Smartbrief reports that on September 30, 2009, Judge Patrick Schiltz of the Federal Court for the District of Minnesota declared that Starbucks Coffee Company’s tip distribution policy violates Minnesota law. Faced with a request for clarification from Starbucks, Judge Schiltz affirmed the breadth of his holding, writing, “Starbucks’ policy violates Minnesota law by requiring employees who work on a particular shift to share tips received on that shift with employees who do not work on that shift.”

In spite of Judge Schiltz’s unequivocal declaration of the policy’s illegality, Starbucks has yet to change its policy. E. Michelle Drake, attorney for the Plaintiffs, noted the high-risk nature of the strategy Starbucks has decided to pursue. “Minnesota law provides for a $1,000 civil penalty per violation. By not changing its policy, Starbucks may have already subjected itself up to civil penalties in excess of a million dollars — just in the past few weeks alone.”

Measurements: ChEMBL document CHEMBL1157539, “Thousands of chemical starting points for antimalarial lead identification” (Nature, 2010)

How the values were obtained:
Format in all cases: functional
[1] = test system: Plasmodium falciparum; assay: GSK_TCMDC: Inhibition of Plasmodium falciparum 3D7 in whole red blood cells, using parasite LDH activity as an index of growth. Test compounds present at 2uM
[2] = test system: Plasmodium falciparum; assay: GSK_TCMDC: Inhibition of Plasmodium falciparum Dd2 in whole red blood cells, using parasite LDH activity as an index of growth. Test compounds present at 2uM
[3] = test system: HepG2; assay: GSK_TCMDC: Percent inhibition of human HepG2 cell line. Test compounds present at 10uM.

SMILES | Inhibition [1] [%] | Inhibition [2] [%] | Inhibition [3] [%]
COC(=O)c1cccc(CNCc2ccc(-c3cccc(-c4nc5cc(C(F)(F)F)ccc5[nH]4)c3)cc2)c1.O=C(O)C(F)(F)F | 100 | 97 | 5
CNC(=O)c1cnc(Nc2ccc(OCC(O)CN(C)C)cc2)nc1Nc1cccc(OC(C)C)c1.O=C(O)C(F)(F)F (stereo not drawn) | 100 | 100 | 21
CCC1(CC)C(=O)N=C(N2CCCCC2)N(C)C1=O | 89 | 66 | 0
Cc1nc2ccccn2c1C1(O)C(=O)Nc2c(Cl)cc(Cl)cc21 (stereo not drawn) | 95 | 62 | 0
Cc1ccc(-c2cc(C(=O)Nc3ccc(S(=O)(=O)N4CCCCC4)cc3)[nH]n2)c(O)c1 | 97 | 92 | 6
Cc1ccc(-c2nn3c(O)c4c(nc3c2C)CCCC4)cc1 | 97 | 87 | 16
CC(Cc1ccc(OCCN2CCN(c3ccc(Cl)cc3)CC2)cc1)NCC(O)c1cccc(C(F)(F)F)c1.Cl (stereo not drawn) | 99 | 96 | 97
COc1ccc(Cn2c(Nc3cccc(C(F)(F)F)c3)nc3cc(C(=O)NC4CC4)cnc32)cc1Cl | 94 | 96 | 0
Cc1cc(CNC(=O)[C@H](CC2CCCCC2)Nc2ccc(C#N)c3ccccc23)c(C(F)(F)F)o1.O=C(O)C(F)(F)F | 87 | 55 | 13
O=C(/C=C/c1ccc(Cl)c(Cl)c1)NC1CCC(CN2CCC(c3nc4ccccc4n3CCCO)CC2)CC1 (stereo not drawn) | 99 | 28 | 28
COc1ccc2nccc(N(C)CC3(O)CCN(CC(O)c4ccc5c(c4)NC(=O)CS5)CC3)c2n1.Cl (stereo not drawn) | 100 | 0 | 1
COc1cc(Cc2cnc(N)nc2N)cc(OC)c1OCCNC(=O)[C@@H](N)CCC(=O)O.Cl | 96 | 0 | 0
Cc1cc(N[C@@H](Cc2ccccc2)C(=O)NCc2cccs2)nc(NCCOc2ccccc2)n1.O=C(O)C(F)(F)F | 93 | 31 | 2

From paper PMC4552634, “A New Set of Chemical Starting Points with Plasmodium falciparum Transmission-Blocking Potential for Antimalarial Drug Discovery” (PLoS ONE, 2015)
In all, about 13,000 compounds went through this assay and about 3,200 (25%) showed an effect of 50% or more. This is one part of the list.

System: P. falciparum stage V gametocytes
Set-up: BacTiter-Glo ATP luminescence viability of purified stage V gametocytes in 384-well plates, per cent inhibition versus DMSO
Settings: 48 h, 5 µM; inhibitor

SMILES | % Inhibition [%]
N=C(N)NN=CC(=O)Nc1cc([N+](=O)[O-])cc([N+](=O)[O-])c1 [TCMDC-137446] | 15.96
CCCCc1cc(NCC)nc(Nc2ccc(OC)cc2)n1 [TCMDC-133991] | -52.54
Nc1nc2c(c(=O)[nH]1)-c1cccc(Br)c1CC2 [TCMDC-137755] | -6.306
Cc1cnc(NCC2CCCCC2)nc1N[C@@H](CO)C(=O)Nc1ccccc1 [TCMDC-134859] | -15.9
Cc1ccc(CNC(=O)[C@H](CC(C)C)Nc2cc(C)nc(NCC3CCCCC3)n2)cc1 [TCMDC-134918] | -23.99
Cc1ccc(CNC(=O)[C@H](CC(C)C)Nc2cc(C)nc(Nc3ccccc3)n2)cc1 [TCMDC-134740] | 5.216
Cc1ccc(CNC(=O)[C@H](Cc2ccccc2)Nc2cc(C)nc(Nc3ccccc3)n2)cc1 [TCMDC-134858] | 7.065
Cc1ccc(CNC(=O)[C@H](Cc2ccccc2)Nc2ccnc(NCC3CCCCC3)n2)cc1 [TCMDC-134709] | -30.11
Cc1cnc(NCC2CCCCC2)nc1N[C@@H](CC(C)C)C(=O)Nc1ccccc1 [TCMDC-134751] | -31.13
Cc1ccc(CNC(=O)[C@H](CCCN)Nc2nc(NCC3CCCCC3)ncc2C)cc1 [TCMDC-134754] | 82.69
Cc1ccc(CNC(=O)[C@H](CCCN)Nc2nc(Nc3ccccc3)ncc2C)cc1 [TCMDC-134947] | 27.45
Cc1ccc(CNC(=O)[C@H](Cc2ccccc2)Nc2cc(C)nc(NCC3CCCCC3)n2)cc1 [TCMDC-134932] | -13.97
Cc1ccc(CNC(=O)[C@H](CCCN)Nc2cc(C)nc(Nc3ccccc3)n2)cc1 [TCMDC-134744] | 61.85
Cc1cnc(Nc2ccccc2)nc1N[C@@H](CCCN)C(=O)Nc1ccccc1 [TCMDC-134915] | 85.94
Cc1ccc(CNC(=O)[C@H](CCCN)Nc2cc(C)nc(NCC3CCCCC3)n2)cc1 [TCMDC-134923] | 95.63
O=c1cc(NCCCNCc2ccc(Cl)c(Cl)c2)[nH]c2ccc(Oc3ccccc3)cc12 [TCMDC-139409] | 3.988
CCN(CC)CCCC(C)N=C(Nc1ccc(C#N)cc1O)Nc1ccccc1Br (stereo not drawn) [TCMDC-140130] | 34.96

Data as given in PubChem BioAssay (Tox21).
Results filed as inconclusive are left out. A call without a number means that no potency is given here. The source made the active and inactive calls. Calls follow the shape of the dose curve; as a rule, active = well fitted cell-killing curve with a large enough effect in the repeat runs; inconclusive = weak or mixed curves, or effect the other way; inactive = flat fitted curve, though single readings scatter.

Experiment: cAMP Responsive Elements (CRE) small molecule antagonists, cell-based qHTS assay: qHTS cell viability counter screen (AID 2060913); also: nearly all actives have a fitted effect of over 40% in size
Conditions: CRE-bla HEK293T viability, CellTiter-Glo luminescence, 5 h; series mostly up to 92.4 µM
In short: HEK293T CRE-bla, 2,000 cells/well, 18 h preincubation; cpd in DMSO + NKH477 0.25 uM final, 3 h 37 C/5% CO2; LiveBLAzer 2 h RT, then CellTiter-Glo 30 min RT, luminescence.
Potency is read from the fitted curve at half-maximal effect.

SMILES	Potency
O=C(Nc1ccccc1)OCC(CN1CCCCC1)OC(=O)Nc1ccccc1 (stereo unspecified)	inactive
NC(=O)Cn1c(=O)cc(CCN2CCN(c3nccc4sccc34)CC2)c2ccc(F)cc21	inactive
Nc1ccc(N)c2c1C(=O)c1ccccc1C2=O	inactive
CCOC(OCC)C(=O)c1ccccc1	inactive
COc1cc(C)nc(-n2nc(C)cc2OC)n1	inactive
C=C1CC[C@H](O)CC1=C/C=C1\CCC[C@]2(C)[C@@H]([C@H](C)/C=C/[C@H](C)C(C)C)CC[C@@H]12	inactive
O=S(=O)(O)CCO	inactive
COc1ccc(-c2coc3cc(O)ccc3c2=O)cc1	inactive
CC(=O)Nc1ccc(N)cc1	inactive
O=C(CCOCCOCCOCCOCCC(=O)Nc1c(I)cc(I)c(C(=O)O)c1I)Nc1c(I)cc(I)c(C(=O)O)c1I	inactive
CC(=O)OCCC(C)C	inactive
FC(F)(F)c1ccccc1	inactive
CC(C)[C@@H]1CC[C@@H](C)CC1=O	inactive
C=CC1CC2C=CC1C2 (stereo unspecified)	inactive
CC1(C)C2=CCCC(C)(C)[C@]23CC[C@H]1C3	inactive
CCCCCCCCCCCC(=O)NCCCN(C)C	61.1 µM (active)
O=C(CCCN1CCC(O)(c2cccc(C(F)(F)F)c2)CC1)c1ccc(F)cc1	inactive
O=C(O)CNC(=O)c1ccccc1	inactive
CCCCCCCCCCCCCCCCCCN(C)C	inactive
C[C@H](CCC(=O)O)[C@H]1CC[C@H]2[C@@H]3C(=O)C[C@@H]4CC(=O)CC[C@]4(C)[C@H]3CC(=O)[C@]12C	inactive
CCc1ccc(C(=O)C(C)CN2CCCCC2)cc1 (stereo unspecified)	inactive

While Judge Schiltz denied the present Plaintiffs’ bid for class certification, individuals may still bring their own cases, either by filing individually or by filing in groups. Such individuals would be eligible to recover damages, liquidated damages, and attorneys’ fees and costs.

Read more at: Smartbrief